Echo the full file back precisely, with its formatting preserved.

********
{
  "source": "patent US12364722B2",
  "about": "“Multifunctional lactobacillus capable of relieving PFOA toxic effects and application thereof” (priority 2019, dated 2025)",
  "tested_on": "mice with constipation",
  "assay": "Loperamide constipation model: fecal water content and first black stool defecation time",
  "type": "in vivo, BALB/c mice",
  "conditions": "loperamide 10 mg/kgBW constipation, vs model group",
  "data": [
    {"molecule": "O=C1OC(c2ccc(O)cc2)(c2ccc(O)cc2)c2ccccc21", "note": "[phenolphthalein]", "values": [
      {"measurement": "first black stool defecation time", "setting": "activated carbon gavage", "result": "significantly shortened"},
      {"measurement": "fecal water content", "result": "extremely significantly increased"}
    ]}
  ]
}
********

{
  "source": "patent US12364722B2",
  "about": "“Multifunctional lactobacillus capable of relieving PFOA toxic effects and application thereof” (priority 2019, dated 2025)",
  "tested_on": "mice with constipation",
  "assay": "Loperamide constipation model: fecal water content and first black stool defecation time",
  "type": "in vivo, BALB/c mice",
  "conditions": "loperamide 10 mg/kgBW constipation, vs model group",
  "data": [
    {"molecule": "O=C1OC(c2ccc(O)cc2)(c2ccc(O)cc2)c2ccccc21", "note": "[phenolphthalein]", "values": [
      {"measurement": "first black stool defecation time", "setting": "activated carbon gavage", "result": "significantly shortened"},
      {"measurement": "fecal water content", "result": "extremely significantly increased"}
    ]}
  ]
}